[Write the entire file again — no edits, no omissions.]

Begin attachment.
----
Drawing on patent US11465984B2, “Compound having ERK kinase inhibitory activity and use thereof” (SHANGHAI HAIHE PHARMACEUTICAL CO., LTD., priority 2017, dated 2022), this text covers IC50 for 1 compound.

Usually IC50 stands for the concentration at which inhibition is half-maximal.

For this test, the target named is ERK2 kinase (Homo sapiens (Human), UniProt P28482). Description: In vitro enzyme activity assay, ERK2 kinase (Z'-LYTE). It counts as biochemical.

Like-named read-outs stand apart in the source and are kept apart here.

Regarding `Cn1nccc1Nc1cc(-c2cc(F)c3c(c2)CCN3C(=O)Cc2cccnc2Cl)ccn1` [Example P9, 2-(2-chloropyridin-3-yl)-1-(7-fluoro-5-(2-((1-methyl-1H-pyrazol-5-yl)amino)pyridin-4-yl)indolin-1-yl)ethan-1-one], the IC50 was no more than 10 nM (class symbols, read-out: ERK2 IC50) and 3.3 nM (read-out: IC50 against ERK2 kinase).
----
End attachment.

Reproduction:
Drawing on patent US11465984B2, “Compound having ERK kinase inhibitory activity and use thereof” (SHANGHAI HAIHE PHARMACEUTICAL CO., LTD., priority 2017, dated 2022), this text covers IC50 for 1 compound.

Usually IC50 stands for the concentration at which inhibition is half-maximal.

For this test, the target named is ERK2 kinase (Homo sapiens (Human), UniProt P28482). Description: In vitro enzyme activity assay, ERK2 kinase (Z'-LYTE). It counts as biochemical.

Like-named read-outs stand apart in the source and are kept apart here.

Regarding `Cn1nccc1Nc1cc(-c2cc(F)c3c(c2)CCN3C(=O)Cc2cccnc2Cl)ccn1` [Example P9, 2-(2-chloropyridin-3-yl)-1-(7-fluoro-5-(2-((1-methyl-1H-pyrazol-5-yl)amino)pyridin-4-yl)indolin-1-yl)ethan-1-one], the IC50 was no more than 10 nM (class symbols, read-out: ERK2 IC50) and 3.3 nM (read-out: IC50 against ERK2 kinase).